Next Article in Journal
Managing the Volatility Risk of Renewable Energy: Index Insurance for Offshore Wind Farms in Taiwan
Previous Article in Journal
Compatibility and Biomineralization Oriented Optimization of Nutrient Content in Nitrate-Reducing-Biogranules-Based Microbial Self-Healing Concrete
Previous Article in Special Issue
Animal Welfare and the United Nations’ Sustainable Development Goals—Broadening Students’ Perspectives
 
 
Article

Improving Horse Welfare and Environmental Sustainability in Horse Husbandry: Linkage between Turnout and Nitrogen Surplus

1
TUM School of Life Sciences, Technical University of Munich, 85354 Freising, Germany
2
Chamber of Agriculture in North-Rhine Westphalia, Department 71 Animal Husbandry and Animal Breeding Legislation, 59505 Bad Sassendorf, Germany
3
Faculty of Veterinary Medicine, Ludwig-Maximilians-University Munich, 80539 Munich, Germany
*
Author to whom correspondence should be addressed.
Academic Editor: Harry Blokhuis
Sustainability 2021, 13(16), 8991; https://doi.org/10.3390/su13168991
Received: 27 March 2021 / Revised: 22 July 2021 / Accepted: 4 August 2021 / Published: 11 August 2021
(This article belongs to the Special Issue Animal Welfare and the United Nations Sustainable Development Goals)
A scientific consultation tool is currently being developed in Germany to assess, analyze, and improve animal welfare on site and simultaneously consider aspects of environmental sustainability in horse husbandry in order to contribute to a resource-conserving and responsible handling of natural resources and the welfare of living beings. To date, no study has assessed to what extent species-appropriate free-range locomotion possibilities are implemented on horse farms and to what extent turnout areas are affected by unwanted nutrient inputs from horse excretions. Using the indicators “species-appropriate turnout” (hereafter: “turnout”) and “unwanted nitrogen inputs in water bodies” (based on “nitrogen surplus”), we exemplarily examine animal- and environmentally relevant aspects of horse husbandry. We conducted 88 assessments on 46 horse farms (n = 2220 horses) to test literature-based indicators of animal welfare and environmental sustainability. We found that the indicator “nitrogen surplus,” used to assess an aspect of environmental sustainability, was mostly a problem in the wintertime (summertime = −4.24, range: −109.27–58.97; wintertime: mean: 12.01, range: −35.19–468.00 nitrogen surplus per hectare, n = 44 farms, p < 0.001), when the horses had a reduced space allowance for free locomotion. On most farms, “turnout” was provided daily for several hours, but in many of the single housing systems, not all horses had the possibility for free locomotion (24.1 ± 20.4% of horses per farm), which is unacceptable in terms of animal welfare. Husbandry systems with a large enough space allowance for turnout (≥200 m2 per horse) were found to be measures with a valuable synergetic effect, providing a resource which is an opportunity both for an environmentally sustainable and welfare-friendly horse husbandry. Demanuring remarkably decreased the nitrogen surplus (p < 0.001). Hence, based on the study, we recommend to daily demanure the pasture or paddock if the space allowance is less than 200 m2 per horse. In conclusion, regarding animal welfare, group housing is favorable, but regarding a site-specific environmentally friendly or even biodiversity-enhancing management, space allowance per horse is a crucial factor rather than the type of housing system. The two selected exemplary indictors demonstrate the need for a holistic and comprehensive decision support system that considers the linkage between horse welfare and environmental sustainability in order to assist peoples’ decision-making with horses under their care. View Full-Text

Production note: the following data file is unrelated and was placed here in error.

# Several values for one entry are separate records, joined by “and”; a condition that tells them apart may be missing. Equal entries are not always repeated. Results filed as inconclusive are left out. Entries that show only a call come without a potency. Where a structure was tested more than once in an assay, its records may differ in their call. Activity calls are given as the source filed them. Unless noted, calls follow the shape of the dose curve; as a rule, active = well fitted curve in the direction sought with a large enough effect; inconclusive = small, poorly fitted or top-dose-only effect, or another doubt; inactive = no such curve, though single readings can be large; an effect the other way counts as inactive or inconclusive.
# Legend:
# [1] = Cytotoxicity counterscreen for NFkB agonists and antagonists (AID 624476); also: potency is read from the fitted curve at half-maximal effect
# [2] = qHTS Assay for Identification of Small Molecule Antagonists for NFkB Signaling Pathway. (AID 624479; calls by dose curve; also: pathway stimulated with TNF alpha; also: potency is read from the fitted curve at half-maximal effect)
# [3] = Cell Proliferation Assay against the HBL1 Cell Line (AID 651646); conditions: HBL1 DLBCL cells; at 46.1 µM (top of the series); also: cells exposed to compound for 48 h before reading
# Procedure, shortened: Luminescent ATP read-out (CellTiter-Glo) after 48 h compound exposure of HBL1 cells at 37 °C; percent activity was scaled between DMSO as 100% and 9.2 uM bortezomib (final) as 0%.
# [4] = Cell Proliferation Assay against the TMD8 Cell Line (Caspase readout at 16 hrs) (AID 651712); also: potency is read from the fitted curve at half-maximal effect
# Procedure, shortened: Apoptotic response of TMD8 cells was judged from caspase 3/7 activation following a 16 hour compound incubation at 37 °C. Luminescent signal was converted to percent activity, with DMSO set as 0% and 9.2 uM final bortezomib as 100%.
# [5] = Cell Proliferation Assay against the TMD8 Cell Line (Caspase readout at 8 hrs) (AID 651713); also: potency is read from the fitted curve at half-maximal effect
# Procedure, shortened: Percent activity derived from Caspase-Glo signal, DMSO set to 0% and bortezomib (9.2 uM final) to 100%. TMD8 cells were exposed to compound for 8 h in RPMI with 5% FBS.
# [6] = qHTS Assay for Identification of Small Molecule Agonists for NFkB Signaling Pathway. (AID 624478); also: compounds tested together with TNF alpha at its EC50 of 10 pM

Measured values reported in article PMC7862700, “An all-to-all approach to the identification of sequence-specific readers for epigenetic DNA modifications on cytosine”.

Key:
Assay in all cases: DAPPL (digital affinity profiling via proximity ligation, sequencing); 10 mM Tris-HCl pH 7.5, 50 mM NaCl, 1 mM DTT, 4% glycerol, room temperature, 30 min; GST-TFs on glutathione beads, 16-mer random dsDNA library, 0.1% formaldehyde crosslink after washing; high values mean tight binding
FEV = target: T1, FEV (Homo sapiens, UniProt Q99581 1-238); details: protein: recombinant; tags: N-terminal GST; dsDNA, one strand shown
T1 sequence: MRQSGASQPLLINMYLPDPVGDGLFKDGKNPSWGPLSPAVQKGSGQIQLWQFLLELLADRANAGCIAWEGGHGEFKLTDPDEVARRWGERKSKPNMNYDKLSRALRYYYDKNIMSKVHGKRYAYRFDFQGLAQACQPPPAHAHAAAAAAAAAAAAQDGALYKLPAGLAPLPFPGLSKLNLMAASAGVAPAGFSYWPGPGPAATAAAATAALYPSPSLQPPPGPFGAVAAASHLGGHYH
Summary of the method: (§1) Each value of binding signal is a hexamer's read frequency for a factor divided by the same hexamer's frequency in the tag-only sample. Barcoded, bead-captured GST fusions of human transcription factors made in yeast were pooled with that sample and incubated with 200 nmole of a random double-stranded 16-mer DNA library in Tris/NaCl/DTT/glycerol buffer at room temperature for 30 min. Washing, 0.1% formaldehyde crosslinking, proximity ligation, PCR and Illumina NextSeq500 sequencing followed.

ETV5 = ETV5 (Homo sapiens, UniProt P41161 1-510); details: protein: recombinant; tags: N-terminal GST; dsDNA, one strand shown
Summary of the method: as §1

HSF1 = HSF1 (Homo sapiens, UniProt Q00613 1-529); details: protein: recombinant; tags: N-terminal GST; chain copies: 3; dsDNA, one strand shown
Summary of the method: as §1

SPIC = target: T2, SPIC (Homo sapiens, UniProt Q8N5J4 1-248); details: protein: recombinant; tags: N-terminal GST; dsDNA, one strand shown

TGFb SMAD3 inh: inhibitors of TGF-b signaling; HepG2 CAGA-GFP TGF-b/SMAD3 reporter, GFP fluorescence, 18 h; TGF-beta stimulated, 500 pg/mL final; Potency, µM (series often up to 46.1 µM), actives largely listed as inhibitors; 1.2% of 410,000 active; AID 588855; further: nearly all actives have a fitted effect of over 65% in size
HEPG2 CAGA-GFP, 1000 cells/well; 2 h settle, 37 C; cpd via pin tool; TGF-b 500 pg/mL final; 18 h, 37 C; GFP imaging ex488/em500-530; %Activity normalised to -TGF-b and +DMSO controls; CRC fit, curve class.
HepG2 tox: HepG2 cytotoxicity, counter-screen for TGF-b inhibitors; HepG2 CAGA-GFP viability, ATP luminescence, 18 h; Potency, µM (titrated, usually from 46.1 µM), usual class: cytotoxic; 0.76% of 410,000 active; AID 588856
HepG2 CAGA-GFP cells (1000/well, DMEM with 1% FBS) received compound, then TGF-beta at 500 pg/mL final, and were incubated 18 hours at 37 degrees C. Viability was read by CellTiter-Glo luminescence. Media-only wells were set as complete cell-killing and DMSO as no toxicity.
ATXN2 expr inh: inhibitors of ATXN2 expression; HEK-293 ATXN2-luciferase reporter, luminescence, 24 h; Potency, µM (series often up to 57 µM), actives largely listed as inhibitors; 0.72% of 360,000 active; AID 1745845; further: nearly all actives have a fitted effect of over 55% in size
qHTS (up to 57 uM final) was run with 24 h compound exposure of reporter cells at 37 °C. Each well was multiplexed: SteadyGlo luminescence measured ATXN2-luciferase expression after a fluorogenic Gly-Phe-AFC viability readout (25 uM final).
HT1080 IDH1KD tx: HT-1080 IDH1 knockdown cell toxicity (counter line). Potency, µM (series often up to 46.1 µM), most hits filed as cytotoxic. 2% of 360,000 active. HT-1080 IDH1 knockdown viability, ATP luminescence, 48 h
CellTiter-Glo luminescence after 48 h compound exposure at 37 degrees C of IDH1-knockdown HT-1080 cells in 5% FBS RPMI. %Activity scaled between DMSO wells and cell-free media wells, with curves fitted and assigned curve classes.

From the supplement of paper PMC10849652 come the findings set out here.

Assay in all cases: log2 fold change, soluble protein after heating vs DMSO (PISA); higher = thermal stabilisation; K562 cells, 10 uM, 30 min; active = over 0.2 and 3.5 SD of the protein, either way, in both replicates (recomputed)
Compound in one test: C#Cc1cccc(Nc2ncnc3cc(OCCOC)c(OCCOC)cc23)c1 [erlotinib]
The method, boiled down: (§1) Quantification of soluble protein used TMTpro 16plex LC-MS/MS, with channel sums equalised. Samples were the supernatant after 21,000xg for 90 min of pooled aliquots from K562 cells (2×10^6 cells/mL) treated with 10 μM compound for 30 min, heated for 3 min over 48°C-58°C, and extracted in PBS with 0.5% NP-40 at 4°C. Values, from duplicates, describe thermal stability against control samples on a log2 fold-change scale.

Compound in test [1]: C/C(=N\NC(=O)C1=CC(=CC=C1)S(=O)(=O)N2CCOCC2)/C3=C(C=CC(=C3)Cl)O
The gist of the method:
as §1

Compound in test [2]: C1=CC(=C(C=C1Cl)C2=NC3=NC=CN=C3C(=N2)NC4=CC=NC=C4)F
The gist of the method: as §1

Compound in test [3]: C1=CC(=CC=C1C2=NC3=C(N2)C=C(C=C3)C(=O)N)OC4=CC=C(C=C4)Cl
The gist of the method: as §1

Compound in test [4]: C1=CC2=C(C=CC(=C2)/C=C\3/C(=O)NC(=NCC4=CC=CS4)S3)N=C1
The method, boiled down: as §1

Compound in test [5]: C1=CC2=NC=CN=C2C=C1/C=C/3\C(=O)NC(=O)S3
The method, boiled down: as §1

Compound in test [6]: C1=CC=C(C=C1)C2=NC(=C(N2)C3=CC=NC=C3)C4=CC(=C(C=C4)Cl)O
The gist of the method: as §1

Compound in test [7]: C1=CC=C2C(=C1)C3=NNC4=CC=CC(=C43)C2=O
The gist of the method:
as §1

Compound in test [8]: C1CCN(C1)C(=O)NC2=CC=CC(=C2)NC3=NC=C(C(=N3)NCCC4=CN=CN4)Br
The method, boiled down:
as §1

Keywords: sustainable livestock; welfare assessment system; positive welfare; welfare indicator; space allowance; single housing; group housing; horse farm management; horse yards sustainable livestock; welfare assessment system; positive welfare; welfare indicator; space allowance; single housing; group housing; horse farm management; horse yards
Show Figures

Figure 1

MDPI and ACS Style

Baumgartner, M.; Kuhnke, S.; Hülsbergen, K.-J.; Erhard, M.H.; Zeitler-Feicht, M.H. Improving Horse Welfare and Environmental Sustainability in Horse Husbandry: Linkage between Turnout and Nitrogen Surplus. Sustainability 2021, 13, 8991. https://doi.org/10.3390/su13168991

AMA Style

Baumgartner M, Kuhnke S, Hülsbergen K-J, Erhard MH, Zeitler-Feicht MH. Improving Horse Welfare and Environmental Sustainability in Horse Husbandry: Linkage between Turnout and Nitrogen Surplus. Sustainability. 2021; 13(16):8991. https://doi.org/10.3390/su13168991

Chicago/Turabian Style

Baumgartner, Miriam, Sandra Kuhnke, Kurt-Jürgen Hülsbergen, Michael H. Erhard, and Margit H. Zeitler-Feicht. 2021. "Improving Horse Welfare and Environmental Sustainability in Horse Husbandry: Linkage between Turnout and Nitrogen Surplus" Sustainability 13, no. 16: 8991. https://doi.org/10.3390/su13168991

Find Other Styles
Note that from the first issue of 2016, MDPI journals use article numbers instead of page numbers. See further details here.

Article Access Map by Country/Region

1
Back to TopTop